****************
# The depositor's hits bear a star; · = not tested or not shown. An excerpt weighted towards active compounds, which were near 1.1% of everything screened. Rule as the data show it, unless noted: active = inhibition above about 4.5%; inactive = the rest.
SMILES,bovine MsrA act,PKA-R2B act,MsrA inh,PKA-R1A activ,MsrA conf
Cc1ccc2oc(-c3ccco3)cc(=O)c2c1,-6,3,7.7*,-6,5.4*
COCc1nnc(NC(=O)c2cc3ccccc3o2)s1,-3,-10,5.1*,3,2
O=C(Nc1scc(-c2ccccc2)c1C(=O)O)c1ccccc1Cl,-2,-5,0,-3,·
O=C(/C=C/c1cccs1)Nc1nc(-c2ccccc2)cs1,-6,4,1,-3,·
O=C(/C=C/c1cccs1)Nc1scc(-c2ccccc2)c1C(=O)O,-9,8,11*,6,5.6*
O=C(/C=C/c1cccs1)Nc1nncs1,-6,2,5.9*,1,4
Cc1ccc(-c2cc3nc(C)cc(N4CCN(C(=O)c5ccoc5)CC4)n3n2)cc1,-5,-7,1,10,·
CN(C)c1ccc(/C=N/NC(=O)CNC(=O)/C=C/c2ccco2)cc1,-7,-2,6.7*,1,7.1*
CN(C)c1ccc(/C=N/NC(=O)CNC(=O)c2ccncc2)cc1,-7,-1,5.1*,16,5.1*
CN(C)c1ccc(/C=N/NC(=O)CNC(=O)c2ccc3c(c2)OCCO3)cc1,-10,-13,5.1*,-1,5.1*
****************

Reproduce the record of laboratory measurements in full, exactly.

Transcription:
# The depositor's hits bear a star; · = not tested or not shown. An excerpt weighted towards active compounds, which were near 1.1% of everything screened. Rule as the data show it, unless noted: active = inhibition above about 4.5%; inactive = the rest.
SMILES,bovine MsrA act,PKA-R2B act,MsrA inh,PKA-R1A activ,MsrA conf
Cc1ccc2oc(-c3ccco3)cc(=O)c2c1,-6,3,7.7*,-6,5.4*
COCc1nnc(NC(=O)c2cc3ccccc3o2)s1,-3,-10,5.1*,3,2
O=C(Nc1scc(-c2ccccc2)c1C(=O)O)c1ccccc1Cl,-2,-5,0,-3,·
O=C(/C=C/c1cccs1)Nc1nc(-c2ccccc2)cs1,-6,4,1,-3,·
O=C(/C=C/c1cccs1)Nc1scc(-c2ccccc2)c1C(=O)O,-9,8,11*,6,5.6*
O=C(/C=C/c1cccs1)Nc1nncs1,-6,2,5.9*,1,4
Cc1ccc(-c2cc3nc(C)cc(N4CCN(C(=O)c5ccoc5)CC4)n3n2)cc1,-5,-7,1,10,·
CN(C)c1ccc(/C=N/NC(=O)CNC(=O)/C=C/c2ccco2)cc1,-7,-2,6.7*,1,7.1*
CN(C)c1ccc(/C=N/NC(=O)CNC(=O)c2ccncc2)cc1,-7,-1,5.1*,16,5.1*
CN(C)c1ccc(/C=N/NC(=O)CNC(=O)c2ccc3c(c2)OCCO3)cc1,-10,-13,5.1*,-1,5.1*